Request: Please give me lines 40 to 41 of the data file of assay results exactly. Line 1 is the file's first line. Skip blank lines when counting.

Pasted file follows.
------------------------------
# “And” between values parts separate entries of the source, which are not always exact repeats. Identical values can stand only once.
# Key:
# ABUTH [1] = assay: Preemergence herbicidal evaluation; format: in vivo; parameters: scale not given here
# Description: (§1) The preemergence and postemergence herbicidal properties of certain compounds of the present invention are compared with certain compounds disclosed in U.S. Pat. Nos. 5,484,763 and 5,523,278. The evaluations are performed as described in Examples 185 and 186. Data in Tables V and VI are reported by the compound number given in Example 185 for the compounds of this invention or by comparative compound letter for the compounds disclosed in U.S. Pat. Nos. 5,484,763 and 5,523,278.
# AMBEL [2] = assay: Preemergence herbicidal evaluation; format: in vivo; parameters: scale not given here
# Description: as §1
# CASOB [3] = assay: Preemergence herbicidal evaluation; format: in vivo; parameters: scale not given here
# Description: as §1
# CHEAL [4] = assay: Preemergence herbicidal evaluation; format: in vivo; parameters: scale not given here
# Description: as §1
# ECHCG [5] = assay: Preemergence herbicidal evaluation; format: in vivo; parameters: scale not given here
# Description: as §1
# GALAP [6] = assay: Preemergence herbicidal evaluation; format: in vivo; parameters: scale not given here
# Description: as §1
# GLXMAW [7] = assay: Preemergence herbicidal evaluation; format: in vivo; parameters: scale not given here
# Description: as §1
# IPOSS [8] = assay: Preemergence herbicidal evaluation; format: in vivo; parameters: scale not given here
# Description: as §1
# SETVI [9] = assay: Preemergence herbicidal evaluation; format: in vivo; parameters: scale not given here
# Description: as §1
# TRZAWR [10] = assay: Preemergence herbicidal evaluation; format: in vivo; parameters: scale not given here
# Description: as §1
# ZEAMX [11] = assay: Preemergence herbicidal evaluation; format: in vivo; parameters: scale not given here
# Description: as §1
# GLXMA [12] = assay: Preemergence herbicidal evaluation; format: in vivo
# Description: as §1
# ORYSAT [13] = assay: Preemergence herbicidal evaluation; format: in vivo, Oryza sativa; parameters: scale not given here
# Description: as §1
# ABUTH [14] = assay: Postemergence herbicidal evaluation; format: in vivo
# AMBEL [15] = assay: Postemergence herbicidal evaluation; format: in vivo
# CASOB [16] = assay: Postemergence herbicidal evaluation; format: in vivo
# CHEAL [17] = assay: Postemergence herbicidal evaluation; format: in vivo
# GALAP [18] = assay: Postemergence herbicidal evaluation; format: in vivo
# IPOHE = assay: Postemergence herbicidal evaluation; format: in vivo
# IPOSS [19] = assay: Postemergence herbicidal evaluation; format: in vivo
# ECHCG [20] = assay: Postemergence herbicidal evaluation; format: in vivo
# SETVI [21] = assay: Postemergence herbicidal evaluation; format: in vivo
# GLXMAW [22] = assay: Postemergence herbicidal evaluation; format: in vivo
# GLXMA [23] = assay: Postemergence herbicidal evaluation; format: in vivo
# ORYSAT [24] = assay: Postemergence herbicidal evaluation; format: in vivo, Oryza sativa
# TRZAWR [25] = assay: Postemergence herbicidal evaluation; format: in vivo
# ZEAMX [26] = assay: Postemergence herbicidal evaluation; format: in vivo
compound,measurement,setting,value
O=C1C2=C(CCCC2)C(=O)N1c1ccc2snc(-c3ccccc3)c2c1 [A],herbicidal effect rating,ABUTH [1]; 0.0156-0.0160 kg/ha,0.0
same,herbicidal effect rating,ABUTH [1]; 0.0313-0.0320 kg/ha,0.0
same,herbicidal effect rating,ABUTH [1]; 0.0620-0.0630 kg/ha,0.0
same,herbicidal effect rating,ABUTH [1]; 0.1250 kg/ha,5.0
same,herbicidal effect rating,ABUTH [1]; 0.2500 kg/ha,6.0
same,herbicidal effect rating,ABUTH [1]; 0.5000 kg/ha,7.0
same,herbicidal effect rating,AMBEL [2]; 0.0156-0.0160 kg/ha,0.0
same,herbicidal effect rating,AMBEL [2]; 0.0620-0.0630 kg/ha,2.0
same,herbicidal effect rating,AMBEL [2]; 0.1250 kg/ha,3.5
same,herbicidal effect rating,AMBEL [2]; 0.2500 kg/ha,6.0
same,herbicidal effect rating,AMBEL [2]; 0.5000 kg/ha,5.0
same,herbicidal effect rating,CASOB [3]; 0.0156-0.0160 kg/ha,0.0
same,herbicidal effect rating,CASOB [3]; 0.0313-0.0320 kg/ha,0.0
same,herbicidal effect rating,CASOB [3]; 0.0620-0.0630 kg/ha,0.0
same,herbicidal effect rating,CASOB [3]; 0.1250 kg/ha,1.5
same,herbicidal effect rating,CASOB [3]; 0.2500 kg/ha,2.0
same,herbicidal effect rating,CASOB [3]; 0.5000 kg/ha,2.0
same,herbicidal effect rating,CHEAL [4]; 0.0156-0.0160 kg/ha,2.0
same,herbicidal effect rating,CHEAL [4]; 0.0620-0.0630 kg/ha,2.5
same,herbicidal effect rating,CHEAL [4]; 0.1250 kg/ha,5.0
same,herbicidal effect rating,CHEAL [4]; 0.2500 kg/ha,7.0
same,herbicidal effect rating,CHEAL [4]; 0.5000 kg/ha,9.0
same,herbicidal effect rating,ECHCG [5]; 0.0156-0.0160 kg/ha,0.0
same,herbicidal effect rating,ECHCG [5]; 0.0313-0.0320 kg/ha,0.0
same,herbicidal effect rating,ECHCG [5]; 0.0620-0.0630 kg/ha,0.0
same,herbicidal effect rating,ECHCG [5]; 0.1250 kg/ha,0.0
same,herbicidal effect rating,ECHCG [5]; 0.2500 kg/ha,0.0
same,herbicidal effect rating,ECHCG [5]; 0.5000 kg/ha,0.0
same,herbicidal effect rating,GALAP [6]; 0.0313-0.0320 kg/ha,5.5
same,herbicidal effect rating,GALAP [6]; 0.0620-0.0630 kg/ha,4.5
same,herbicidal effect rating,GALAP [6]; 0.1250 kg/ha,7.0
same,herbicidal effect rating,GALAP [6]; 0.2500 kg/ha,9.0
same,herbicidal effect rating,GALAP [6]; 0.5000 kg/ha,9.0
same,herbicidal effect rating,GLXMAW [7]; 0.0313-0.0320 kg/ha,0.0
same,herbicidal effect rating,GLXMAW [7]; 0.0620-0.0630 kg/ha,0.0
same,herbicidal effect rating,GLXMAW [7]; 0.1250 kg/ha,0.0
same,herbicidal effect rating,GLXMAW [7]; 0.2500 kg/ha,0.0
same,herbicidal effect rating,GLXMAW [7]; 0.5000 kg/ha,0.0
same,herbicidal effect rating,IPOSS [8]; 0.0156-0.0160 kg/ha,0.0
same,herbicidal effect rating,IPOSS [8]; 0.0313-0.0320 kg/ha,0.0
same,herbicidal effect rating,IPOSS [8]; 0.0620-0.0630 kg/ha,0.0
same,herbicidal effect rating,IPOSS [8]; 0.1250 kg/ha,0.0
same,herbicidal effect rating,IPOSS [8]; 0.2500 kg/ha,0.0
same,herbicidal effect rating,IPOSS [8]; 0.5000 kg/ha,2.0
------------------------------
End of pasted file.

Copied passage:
# ORYSAT [24] = assay: Postemergence herbicidal evaluation; format: in vivo, Oryza sativa
# TRZAWR [25] = assay: Postemergence herbicidal evaluation; format: in vivo